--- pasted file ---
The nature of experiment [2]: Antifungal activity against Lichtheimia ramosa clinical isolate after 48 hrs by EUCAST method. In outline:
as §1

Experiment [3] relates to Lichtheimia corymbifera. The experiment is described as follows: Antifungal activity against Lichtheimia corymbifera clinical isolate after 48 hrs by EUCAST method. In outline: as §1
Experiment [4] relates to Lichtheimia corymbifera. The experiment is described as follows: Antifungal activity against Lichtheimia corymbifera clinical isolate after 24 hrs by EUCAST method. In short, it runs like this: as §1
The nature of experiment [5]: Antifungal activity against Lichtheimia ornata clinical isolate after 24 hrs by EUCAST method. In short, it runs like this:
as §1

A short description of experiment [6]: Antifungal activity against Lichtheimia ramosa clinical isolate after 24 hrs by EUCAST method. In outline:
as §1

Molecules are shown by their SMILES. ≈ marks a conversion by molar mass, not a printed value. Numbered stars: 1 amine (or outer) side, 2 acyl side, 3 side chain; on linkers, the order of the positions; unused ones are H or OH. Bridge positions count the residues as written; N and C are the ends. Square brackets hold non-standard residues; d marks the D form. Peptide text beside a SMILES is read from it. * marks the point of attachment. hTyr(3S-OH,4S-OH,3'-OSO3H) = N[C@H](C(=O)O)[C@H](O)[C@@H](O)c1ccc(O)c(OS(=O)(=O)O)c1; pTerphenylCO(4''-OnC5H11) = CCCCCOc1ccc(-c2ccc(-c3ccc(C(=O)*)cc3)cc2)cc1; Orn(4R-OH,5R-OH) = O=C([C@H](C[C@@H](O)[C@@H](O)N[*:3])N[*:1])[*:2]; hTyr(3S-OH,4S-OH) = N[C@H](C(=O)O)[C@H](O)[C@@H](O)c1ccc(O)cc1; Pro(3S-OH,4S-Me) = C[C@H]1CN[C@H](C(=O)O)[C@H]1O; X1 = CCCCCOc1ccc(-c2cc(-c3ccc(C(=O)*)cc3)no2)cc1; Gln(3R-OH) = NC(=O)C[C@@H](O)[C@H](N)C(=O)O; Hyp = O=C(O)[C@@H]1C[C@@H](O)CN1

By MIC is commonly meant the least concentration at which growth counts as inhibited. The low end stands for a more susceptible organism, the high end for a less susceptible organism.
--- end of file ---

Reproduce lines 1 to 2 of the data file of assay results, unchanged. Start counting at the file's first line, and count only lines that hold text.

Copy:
The nature of experiment [2]: Antifungal activity against Lichtheimia ramosa clinical isolate after 48 hrs by EUCAST method. In outline:
as §1